[Deathpenalty] death penalty news-----TEXAS, FLA., PENN. MONT., NEB.
rhalperi at mail.smu.edu
Fri Apr 13 19:36:47 UTC 2007
Katrina evacuee's killer weeps as death sentence is returned----Jurors are
also overcome after 'emotional' choice
Christopher Devon Jackson heard his death sentence Thursday, and wept.
Several of the jurors who decided he should forfeit his life for the 2005
murder of a New Orleans evacuee wept as well.
"It's always an emotional decision," prosecutor Maria McAnulty said after
jurors concluded eight hours of deliberations over 2 days.
Jackson, 22, was convicted of capital murder two weeks ago for carjacking
Eric James Smith and killing him with a sawed-off shotgun as Smith talked
on the phone with a 911 operator.
The jurors, who were sequestered in a downtown hotel Wednesday night,
declined to comment after reaching their decision. Defense attorney Hattie
Shannon said she and lead counsel Skip Cornelius had expected a sentence
of life in prison.
"It was a long road and we're very disappointed," she said. "It's truly an
Smith, 34, had come to Houston after Hurricane Katrina devastated New
Orleans in late August 2005. He was refueling his rented sport utility
vehicle at a gas station in the 6700 block of West Airport when Jackson
took it at gunpoint before dawn on Dec. 5.
Jackson circled the block and tried to rob Smith, who was walking home
while talking with a 911 operator, prosecutors said. A recording of
Smith's last words and the fatal blast played a major role in the trial.
Jackson shot Smith in the back of the head with a shotgun he had cut down
to the size of a large pistol, prosecutors said.
Among Jackson's "prior bad acts" that prosecutors detailed in the trial's
sentencing phase were several assaults, including a shooting.
In the week before Smith's murder, McAnulty said, Jackson used the same
gun to shoot a stranger in the face at a convenience store across the
street from where Smith was carjacked.
The victim in that case went into hiding and moved from Houston after the
shooting. He testified that he didn't know Jackson or why he was shot.
No charges were filed in that case, and Jackson's attorneys asked the jury
not to believe prosecutors' account of the shooting because the
allegations were never proven.
In urging jurors to spare Jackson's life, his attorneys worked to show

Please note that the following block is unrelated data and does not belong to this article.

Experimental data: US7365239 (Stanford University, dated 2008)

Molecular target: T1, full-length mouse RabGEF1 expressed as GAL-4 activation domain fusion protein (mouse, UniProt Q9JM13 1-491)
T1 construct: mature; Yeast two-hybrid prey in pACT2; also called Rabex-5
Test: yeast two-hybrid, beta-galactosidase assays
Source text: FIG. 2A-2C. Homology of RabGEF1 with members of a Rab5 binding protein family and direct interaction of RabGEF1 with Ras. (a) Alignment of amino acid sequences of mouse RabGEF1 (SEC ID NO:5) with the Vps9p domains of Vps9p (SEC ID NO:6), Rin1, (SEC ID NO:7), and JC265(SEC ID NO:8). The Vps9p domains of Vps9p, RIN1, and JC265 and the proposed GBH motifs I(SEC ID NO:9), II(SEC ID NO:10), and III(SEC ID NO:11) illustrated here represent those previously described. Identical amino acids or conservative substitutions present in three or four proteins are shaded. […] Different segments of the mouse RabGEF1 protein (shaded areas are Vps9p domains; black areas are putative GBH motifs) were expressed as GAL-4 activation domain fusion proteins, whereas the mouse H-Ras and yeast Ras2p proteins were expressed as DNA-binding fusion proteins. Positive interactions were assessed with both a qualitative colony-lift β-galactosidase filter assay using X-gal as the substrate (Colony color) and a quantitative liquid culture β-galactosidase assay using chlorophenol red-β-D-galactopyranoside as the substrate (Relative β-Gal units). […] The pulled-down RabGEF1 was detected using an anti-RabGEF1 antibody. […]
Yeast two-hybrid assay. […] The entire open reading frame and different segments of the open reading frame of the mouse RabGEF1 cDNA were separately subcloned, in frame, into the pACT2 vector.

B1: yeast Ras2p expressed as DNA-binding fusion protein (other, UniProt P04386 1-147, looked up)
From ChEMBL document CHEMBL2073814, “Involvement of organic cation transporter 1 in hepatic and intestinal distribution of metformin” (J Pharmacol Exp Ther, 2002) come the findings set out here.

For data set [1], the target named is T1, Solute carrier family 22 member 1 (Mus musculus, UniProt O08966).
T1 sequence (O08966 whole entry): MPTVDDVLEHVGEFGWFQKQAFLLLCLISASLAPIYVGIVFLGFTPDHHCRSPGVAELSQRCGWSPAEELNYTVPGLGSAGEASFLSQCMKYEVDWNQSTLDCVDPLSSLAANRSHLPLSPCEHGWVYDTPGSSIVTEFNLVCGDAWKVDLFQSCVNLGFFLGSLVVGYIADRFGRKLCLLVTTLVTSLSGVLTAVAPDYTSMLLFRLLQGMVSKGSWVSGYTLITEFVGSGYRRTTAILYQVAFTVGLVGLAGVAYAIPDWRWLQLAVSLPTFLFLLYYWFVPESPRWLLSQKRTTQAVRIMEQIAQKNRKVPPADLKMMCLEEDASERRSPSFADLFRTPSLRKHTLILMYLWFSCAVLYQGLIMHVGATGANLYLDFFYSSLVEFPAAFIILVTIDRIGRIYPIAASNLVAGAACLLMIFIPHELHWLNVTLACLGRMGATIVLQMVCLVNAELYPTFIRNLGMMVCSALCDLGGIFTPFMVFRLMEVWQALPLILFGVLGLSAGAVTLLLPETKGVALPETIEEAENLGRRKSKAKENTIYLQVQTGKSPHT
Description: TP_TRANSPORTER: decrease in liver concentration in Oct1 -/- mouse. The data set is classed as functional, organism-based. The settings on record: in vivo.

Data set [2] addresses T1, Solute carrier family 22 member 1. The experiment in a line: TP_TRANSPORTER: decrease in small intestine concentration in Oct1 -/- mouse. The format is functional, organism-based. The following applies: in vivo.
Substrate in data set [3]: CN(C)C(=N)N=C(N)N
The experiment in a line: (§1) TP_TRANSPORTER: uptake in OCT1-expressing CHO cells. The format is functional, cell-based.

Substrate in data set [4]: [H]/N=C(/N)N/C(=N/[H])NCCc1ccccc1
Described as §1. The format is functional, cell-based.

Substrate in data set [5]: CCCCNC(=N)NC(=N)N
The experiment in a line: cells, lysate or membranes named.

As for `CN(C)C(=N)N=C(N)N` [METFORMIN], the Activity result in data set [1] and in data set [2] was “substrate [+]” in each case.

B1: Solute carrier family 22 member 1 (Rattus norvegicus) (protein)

that he had many problems that led him to pull the trigger that day. They
said he grew up without his father, was unwanted by his mother and has
been in and out of institutions for psychiatric problems for several
He spent the trial on daily medications of three psychotropic drugs for
schizophrenia, Shannon said. She added that he slit his wrists while in
jail and tried to hang himself.
Although Cornelius said Jackson shot Smith accidentally while the 2
planned a drug deal, prosecutor Caroline Dozier said that claim was found
to be untrue.
"We could find absolutely no connection between those 2 (men)," Dozier
said. "It just didn't make sense."
(source: Houston Chronicle)
FLORIDA----foreign national death sentence upheld
German's death sentence stands
The state high court ratifies the conviction of a visitor who killed his
girlfriend in 1987.
The Florida Supreme Court on Thursday unanimously ratified the conviction
and death sentence of a German man convicted of killing his girlfriend
nearly 20 years ago in Miami.
Dieter Riechmann was convicted in 1988 of killing Kersten Kischnick while
they were visiting from Rheinfelden, Germany, in October 1987.
Kischnick, 31, was shot while in the passenger seat of an automobile
driven by Riechmann, who said that a stranger they asked for directions
killed the woman.
In his latest appeal, Riechmann claimed he was a victim of improper
judicial communications and prosecutors who urged witnesses to lie.
However, all seven Supreme Court justices concurred in Thursday's unsigned
opinion, rejecting Riechmann's claims to vacate his conviction and
"There's nothing out there that gives the court pause with regard to the
validity of the conviction," assistant deputy attorney general Carolyn
Snurkowski said Thursday.
The lead attorney for Riechmann at last year's arguments at the high
court, Martin McLain, did not return a telephone call Thursday for
A copy of the court's decision also was sent to Michael Tarre, a Miami
representative for the Federal Republic of Germany. A representative of
the German consulate attended the 2006 oral arguments at the court but did
Prosecutors said Riechmann, who is from Hamburg, Germany, had benefited
financially from Kischnick working as a prostitute. However, a health
problem threatened her ability to work and she was killed in order for
Riechmann to collect a $1 million life-insurance payment.
Authorities also said a .38-caliber weapon similar to the one used in the
killing was found in Riechmann's luggage.
Riechmann, 62, had earlier appealed his death sentence, saying his lawyer
did not do his job during the sentencing part of the trial and failed to
put witnesses on the stand who would testify about his character in an
effort to keep him off death row.
Riechmann's lawyers argued that a key witness in the trial subsequently
changed his story and said prosecutors encouraged him to lie when he
testified. They also said a former police officer said prosecutors also
encouraged him to lie, resulting in a pattern of misconduct.
Riechmann is imprisoned at Union Correctional Institution near Starke.